How much stock should we put in alpaca shows and winning a ribbon?

The goal for us heading to the show was to see where we are at on a national level with the rest of the alpacas out there.  Our goal was never to be the best of the best.  That is a lofty goal that I cannot finance.  However, I want to be competitive in the fleece market.  I want to know that our work is heading in the right direction.  I want my job to last for years to come.  Thus, winning a ribbon helps add validity to our breeding program that we are in the running for fiber quality.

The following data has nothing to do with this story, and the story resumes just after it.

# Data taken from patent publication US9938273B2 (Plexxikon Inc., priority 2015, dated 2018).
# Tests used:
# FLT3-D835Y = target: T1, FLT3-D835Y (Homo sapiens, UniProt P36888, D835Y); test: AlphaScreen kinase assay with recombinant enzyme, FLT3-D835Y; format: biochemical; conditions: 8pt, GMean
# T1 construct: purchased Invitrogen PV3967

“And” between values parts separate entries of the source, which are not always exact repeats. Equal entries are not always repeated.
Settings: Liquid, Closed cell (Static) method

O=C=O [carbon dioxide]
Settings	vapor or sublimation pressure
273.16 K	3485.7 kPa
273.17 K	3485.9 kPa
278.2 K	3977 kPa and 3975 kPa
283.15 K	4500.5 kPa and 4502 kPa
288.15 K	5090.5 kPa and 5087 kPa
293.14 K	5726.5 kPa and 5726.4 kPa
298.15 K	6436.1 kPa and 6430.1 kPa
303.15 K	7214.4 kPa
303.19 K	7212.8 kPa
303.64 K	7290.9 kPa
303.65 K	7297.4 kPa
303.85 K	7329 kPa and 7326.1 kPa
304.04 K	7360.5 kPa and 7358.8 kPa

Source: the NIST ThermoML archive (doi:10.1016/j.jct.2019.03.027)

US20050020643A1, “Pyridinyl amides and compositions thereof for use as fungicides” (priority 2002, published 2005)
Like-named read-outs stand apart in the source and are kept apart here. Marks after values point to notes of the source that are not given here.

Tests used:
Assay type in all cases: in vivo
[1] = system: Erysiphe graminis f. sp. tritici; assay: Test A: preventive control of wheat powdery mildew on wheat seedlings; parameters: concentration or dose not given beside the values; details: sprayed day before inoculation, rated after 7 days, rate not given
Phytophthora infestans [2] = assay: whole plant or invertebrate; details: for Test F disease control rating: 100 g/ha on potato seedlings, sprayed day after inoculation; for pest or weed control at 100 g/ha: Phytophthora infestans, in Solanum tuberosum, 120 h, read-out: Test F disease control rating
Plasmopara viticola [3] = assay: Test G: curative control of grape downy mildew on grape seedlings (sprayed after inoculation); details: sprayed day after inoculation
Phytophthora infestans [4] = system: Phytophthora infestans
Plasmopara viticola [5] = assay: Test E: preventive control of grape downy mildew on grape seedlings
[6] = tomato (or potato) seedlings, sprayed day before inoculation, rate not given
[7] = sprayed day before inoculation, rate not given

However, you need to see where the ribbons came from to see how strongly they may impact your fiber and marketing program.  We have one girl who took first place at the Sun City Sizzle...the what?  It is a lower level show - level 1 or 2.  The National Shows, such as the Futurity and the Great Western Alpaca Shows, are level five shows and some of the largest and best available.  There are more alpacas, great judges and excellent competitions.  Many of the biggest and best farms are there.  One competitor noted that it wasn't fair that the "big boys" were winning all of the ribbons and some of the smaller farms should get to win.   I believe in the opposite.  We want them there.  They do set the bar high.  True, I may get intimidated that with 19 animals one farm already had 8 blue ribbons on the first day.  But, they are a worthy "opponent" if one would call them that.  They increase the meaning of my ribbon - or even placing.  With hundreds of alpacas comes a lot of overhead so they need to win ribbons to sell and pay their bills, just like we do.  If I want to win all of the time, I need better animals.  With that, you either buy them or breed for it, just like I did.  As I stated above, we cannot finance that type of program, so we need to breed on our own farm for better progeny.